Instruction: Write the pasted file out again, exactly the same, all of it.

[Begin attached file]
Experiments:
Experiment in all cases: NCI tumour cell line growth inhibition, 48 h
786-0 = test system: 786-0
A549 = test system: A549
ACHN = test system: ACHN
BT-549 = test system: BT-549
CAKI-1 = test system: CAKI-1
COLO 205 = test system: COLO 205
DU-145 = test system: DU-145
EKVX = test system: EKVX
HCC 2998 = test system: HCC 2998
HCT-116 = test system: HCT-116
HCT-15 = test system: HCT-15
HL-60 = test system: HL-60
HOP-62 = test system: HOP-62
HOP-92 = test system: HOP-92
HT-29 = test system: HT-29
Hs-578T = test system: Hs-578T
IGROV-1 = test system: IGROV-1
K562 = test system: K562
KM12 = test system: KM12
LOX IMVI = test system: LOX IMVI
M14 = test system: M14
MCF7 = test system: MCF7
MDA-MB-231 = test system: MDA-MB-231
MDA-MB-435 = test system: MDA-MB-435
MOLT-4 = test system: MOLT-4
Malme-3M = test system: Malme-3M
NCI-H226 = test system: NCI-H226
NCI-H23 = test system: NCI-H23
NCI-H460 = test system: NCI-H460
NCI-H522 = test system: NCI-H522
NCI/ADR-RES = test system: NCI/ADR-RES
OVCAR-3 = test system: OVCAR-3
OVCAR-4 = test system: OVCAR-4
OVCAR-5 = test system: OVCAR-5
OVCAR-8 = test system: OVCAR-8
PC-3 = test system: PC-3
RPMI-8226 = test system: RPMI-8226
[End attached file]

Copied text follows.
Experiments:
Experiment in all cases: NCI tumour cell line growth inhibition, 48 h
786-0 = test system: 786-0
A549 = test system: A549
ACHN = test system: ACHN
BT-549 = test system: BT-549
CAKI-1 = test system: CAKI-1
COLO 205 = test system: COLO 205
DU-145 = test system: DU-145
EKVX = test system: EKVX
HCC 2998 = test system: HCC 2998
HCT-116 = test system: HCT-116
HCT-15 = test system: HCT-15
HL-60 = test system: HL-60
HOP-62 = test system: HOP-62
HOP-92 = test system: HOP-92
HT-29 = test system: HT-29
Hs-578T = test system: Hs-578T
IGROV-1 = test system: IGROV-1
K562 = test system: K562
KM12 = test system: KM12
LOX IMVI = test system: LOX IMVI
M14 = test system: M14
MCF7 = test system: MCF7
MDA-MB-231 = test system: MDA-MB-231
MDA-MB-435 = test system: MDA-MB-435
MOLT-4 = test system: MOLT-4
Malme-3M = test system: Malme-3M
NCI-H226 = test system: NCI-H226
NCI-H23 = test system: NCI-H23
NCI-H460 = test system: NCI-H460
NCI-H522 = test system: NCI-H522
NCI/ADR-RES = test system: NCI/ADR-RES
OVCAR-3 = test system: OVCAR-3
OVCAR-4 = test system: OVCAR-4
OVCAR-5 = test system: OVCAR-5
OVCAR-8 = test system: OVCAR-8
PC-3 = test system: PC-3
RPMI-8226 = test system: RPMI-8226